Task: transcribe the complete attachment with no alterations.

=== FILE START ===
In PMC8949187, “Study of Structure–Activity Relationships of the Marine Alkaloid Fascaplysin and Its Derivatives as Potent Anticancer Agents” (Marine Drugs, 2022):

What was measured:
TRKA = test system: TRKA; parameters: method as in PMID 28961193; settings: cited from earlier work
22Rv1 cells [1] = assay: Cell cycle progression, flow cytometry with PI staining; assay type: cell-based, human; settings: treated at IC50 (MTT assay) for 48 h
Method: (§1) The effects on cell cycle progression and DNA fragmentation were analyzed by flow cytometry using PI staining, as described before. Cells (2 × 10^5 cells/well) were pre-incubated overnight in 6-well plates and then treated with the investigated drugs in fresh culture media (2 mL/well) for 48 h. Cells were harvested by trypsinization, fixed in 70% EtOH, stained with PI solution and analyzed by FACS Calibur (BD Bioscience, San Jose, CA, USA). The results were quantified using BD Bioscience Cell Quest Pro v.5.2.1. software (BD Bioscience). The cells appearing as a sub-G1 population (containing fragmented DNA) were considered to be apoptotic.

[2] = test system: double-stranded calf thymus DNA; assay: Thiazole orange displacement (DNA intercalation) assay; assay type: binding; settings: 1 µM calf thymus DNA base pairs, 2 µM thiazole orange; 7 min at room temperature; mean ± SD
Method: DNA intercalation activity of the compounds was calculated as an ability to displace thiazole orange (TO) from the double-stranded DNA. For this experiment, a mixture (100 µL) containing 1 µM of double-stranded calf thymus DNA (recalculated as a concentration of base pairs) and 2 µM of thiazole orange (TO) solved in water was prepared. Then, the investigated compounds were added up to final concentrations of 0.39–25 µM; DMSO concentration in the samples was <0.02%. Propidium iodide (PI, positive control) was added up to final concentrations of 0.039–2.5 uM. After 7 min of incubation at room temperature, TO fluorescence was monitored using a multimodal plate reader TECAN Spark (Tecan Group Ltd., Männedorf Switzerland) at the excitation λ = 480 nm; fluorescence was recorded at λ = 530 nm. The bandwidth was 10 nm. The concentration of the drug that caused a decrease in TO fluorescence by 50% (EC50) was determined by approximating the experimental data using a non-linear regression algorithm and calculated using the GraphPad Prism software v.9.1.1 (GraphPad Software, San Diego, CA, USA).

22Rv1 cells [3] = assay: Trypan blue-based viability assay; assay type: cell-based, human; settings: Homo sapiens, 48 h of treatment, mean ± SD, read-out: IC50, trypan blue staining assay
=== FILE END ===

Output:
In PMC8949187, “Study of Structure–Activity Relationships of the Marine Alkaloid Fascaplysin and Its Derivatives as Potent Anticancer Agents” (Marine Drugs, 2022):

What was measured:
TRKA = test system: TRKA; parameters: method as in PMID 28961193; settings: cited from earlier work
22Rv1 cells [1] = assay: Cell cycle progression, flow cytometry with PI staining; assay type: cell-based, human; settings: treated at IC50 (MTT assay) for 48 h
Method: (§1) The effects on cell cycle progression and DNA fragmentation were analyzed by flow cytometry using PI staining, as described before. Cells (2 × 10^5 cells/well) were pre-incubated overnight in 6-well plates and then treated with the investigated drugs in fresh culture media (2 mL/well) for 48 h. Cells were harvested by trypsinization, fixed in 70% EtOH, stained with PI solution and analyzed by FACS Calibur (BD Bioscience, San Jose, CA, USA). The results were quantified using BD Bioscience Cell Quest Pro v.5.2.1. software (BD Bioscience). The cells appearing as a sub-G1 population (containing fragmented DNA) were considered to be apoptotic.

[2] = test system: double-stranded calf thymus DNA; assay: Thiazole orange displacement (DNA intercalation) assay; assay type: binding; settings: 1 µM calf thymus DNA base pairs, 2 µM thiazole orange; 7 min at room temperature; mean ± SD
Method: DNA intercalation activity of the compounds was calculated as an ability to displace thiazole orange (TO) from the double-stranded DNA. For this experiment, a mixture (100 µL) containing 1 µM of double-stranded calf thymus DNA (recalculated as a concentration of base pairs) and 2 µM of thiazole orange (TO) solved in water was prepared. Then, the investigated compounds were added up to final concentrations of 0.39–25 µM; DMSO concentration in the samples was <0.02%. Propidium iodide (PI, positive control) was added up to final concentrations of 0.039–2.5 uM. After 7 min of incubation at room temperature, TO fluorescence was monitored using a multimodal plate reader TECAN Spark (Tecan Group Ltd., Männedorf Switzerland) at the excitation λ = 480 nm; fluorescence was recorded at λ = 530 nm. The bandwidth was 10 nm. The concentration of the drug that caused a decrease in TO fluorescence by 50% (EC50) was determined by approximating the experimental data using a non-linear regression algorithm and calculated using the GraphPad Prism software v.9.1.1 (GraphPad Software, San Diego, CA, USA).

22Rv1 cells [3] = assay: Trypan blue-based viability assay; assay type: cell-based, human; settings: Homo sapiens, 48 h of treatment, mean ± SD, read-out: IC50, trypan blue staining assay